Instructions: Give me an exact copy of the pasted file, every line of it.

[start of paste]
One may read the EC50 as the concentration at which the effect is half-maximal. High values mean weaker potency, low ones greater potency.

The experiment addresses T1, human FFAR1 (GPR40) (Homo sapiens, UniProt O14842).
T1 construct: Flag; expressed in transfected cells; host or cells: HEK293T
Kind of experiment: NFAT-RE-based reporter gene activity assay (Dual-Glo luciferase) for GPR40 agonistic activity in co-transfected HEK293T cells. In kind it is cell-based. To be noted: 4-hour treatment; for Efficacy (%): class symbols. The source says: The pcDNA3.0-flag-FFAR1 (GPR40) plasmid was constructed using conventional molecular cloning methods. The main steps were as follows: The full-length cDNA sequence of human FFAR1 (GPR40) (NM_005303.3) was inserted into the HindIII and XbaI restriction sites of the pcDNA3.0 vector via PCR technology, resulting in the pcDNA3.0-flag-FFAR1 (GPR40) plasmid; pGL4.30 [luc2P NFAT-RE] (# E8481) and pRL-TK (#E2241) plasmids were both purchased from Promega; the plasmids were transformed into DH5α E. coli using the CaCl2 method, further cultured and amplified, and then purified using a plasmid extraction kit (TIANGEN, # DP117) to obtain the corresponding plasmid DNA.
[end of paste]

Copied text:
One may read the EC50 as the concentration at which the effect is half-maximal. High values mean weaker potency, low ones greater potency.

The experiment addresses T1, human FFAR1 (GPR40) (Homo sapiens, UniProt O14842).
T1 construct: Flag; expressed in transfected cells; host or cells: HEK293T
Kind of experiment: NFAT-RE-based reporter gene activity assay (Dual-Glo luciferase) for GPR40 agonistic activity in co-transfected HEK293T cells. In kind it is cell-based. To be noted: 4-hour treatment; for Efficacy (%): class symbols. The source says: The pcDNA3.0-flag-FFAR1 (GPR40) plasmid was constructed using conventional molecular cloning methods. The main steps were as follows: The full-length cDNA sequence of human FFAR1 (GPR40) (NM_005303.3) was inserted into the HindIII and XbaI restriction sites of the pcDNA3.0 vector via PCR technology, resulting in the pcDNA3.0-flag-FFAR1 (GPR40) plasmid; pGL4.30 [luc2P NFAT-RE] (# E8481) and pRL-TK (#E2241) plasmids were both purchased from Promega; the plasmids were transformed into DH5α E. coli using the CaCl2 method, further cultured and amplified, and then purified using a plasmid extraction kit (TIANGEN, # DP117) to obtain the corresponding plasmid DNA.